People ask: How come life on Earth is in such a mess?
I think it has to do with minorities and majorities.
Rather obviously a small minority, an “evil” minority if you will, have the power to create great amounts of havoc, chaos, war and conflicts. They are driven by prestige, hate, egotism, aggressiveness, power hunger and a need to control and manipulate. Their answer to problems is “War on this and that (terror, capitalism, etc)”.
There is also a larger majority, a “good” majority, who wants no war or conflicts. Their answer is “let’s just love each other” (which the “bad” guys regard as incredibly naive).
Then there is a medium size group who actually actively work for harmony and peace.
I think there is a common problem with all of these groups, or let’s say with all of us. Poor questions.
Why seek good answers when we don’t even have good questions?
We are always looking if not staring at the right side of the equation, to the right of the question mark.
To the left stands the question that leads to the answer. As you question, so your answer will be.
If we were more question-conscious, looking at the left side, many things would improve in the world. A good question leads to a good answer, while a thoughtless question leads to a lame, impotent answer.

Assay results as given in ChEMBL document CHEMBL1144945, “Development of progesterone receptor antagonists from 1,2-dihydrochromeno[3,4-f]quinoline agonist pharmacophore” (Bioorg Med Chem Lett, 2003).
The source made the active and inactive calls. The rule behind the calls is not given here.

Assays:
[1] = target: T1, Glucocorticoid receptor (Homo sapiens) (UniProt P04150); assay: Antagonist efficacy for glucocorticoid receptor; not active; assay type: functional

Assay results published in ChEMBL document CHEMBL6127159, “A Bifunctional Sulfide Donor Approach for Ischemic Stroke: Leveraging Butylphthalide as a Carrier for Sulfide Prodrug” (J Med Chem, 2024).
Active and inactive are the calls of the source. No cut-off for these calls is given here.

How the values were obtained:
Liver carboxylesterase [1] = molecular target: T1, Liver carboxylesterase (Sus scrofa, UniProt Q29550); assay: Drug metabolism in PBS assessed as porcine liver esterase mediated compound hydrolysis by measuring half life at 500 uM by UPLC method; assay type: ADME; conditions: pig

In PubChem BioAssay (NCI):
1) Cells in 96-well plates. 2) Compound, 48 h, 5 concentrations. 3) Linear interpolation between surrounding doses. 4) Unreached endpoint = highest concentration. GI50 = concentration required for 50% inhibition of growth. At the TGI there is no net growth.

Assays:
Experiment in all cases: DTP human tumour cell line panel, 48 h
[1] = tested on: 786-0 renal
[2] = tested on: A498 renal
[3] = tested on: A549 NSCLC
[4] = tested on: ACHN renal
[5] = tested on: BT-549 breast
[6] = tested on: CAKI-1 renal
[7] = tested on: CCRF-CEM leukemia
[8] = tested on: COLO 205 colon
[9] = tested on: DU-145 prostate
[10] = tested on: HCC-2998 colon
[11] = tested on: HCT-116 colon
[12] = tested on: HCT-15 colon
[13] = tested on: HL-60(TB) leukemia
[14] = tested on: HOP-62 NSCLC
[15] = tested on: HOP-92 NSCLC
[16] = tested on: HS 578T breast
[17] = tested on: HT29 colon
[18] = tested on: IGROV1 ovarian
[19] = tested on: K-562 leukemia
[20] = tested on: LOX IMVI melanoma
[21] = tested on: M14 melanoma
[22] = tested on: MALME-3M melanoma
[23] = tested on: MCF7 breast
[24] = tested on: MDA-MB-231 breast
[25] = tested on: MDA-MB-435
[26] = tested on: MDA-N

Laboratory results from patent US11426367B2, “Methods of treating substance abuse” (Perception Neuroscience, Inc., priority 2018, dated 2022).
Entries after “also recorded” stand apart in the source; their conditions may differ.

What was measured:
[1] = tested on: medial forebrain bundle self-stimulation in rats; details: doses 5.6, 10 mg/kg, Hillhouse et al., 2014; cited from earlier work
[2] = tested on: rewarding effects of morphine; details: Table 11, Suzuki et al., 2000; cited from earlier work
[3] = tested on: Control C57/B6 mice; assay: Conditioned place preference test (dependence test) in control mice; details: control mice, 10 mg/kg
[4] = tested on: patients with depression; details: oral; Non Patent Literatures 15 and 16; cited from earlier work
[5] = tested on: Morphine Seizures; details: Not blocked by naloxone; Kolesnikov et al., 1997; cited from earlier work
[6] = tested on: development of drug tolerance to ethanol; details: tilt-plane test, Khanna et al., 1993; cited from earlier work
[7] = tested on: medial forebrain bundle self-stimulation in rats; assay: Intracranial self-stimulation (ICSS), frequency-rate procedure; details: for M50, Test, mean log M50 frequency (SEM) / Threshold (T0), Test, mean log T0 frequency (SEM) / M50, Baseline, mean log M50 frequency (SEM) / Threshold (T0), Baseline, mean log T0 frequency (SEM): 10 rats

Sometimes when we have formulated a really great question, we have thereby already found the answer! Half the job is sometimes the whole job.
In other words we need to get a bit more philosophical. A creature who has the nerve to call himself Homo sapiens (in spite all she does that couldn’t be called sapient (wise) with the best intentions) could actually use her own name as incentive to get her act (including her questions) together.
We need 24 carat questions, and the ability to recognize their value. As well as the ability to see cheap, tired questions for what they are.
Example of poor question: How can we create more jobs and end unemployment?
Why is this a poor question? Because it could well be answered by “Let’s start a war. Wars always create full employment”.
Example of a better question: How can we create more jobs that are meaningful for the humans doing them, as well as positive for the planet and the environment?
It is obvious that this question cannot be answered with “Start a war”. It has another direction, it leads elsewhere.
By thinking one step further we have added quality to the question (meaningfulness, positive for planet and environment). Not just, as in the first question, focusing on mere quantity (more jobs).